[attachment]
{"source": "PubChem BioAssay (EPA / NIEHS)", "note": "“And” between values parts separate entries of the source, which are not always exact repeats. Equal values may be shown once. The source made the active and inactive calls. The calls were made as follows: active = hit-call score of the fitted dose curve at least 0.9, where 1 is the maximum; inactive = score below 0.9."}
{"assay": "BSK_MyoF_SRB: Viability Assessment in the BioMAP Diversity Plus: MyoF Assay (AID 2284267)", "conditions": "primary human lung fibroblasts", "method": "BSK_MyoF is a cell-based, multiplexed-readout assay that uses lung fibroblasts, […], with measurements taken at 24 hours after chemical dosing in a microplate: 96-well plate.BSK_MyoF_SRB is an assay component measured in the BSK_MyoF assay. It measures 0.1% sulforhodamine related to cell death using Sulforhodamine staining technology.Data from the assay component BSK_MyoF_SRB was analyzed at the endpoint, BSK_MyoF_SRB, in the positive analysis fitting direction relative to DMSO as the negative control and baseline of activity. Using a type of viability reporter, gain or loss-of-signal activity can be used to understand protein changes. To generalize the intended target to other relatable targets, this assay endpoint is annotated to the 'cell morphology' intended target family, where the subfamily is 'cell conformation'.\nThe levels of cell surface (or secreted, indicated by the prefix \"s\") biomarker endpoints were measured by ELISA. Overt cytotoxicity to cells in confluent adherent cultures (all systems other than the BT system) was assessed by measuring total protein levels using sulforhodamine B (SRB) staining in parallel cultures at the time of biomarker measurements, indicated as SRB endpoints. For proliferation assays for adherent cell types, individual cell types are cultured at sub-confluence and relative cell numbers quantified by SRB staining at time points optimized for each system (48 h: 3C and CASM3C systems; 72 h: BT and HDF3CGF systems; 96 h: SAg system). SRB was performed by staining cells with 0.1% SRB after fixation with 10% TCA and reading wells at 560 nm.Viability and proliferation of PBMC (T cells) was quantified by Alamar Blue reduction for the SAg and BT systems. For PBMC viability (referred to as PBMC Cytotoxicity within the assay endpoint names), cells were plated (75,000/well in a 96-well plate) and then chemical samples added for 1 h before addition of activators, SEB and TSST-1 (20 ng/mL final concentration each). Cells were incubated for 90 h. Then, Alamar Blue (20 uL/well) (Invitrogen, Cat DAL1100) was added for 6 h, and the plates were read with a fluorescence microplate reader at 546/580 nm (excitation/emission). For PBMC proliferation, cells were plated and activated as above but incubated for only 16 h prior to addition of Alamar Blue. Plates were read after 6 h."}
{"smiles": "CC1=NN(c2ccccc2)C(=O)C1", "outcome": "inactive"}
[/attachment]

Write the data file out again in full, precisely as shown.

{"source": "PubChem BioAssay (EPA / NIEHS)", "note": "“And” between values parts separate entries of the source, which are not always exact repeats. Equal values may be shown once. The source made the active and inactive calls. The calls were made as follows: active = hit-call score of the fitted dose curve at least 0.9, where 1 is the maximum; inactive = score below 0.9."}
{"assay": "BSK_MyoF_SRB: Viability Assessment in the BioMAP Diversity Plus: MyoF Assay (AID 2284267)", "conditions": "primary human lung fibroblasts", "method": "BSK_MyoF is a cell-based, multiplexed-readout assay that uses lung fibroblasts, […], with measurements taken at 24 hours after chemical dosing in a microplate: 96-well plate.BSK_MyoF_SRB is an assay component measured in the BSK_MyoF assay. It measures 0.1% sulforhodamine related to cell death using Sulforhodamine staining technology.Data from the assay component BSK_MyoF_SRB was analyzed at the endpoint, BSK_MyoF_SRB, in the positive analysis fitting direction relative to DMSO as the negative control and baseline of activity. Using a type of viability reporter, gain or loss-of-signal activity can be used to understand protein changes. To generalize the intended target to other relatable targets, this assay endpoint is annotated to the 'cell morphology' intended target family, where the subfamily is 'cell conformation'.\nThe levels of cell surface (or secreted, indicated by the prefix \"s\") biomarker endpoints were measured by ELISA. Overt cytotoxicity to cells in confluent adherent cultures (all systems other than the BT system) was assessed by measuring total protein levels using sulforhodamine B (SRB) staining in parallel cultures at the time of biomarker measurements, indicated as SRB endpoints. For proliferation assays for adherent cell types, individual cell types are cultured at sub-confluence and relative cell numbers quantified by SRB staining at time points optimized for each system (48 h: 3C and CASM3C systems; 72 h: BT and HDF3CGF systems; 96 h: SAg system). SRB was performed by staining cells with 0.1% SRB after fixation with 10% TCA and reading wells at 560 nm.Viability and proliferation of PBMC (T cells) was quantified by Alamar Blue reduction for the SAg and BT systems. For PBMC viability (referred to as PBMC Cytotoxicity within the assay endpoint names), cells were plated (75,000/well in a 96-well plate) and then chemical samples added for 1 h before addition of activators, SEB and TSST-1 (20 ng/mL final concentration each). Cells were incubated for 90 h. Then, Alamar Blue (20 uL/well) (Invitrogen, Cat DAL1100) was added for 6 h, and the plates were read with a fluorescence microplate reader at 546/580 nm (excitation/emission). For PBMC proliferation, cells were plated and activated as above but incubated for only 16 h prior to addition of Alamar Blue. Plates were read after 6 h."}
{"smiles": "CC1=NN(c2ccccc2)C(=O)C1", "outcome": "inactive"}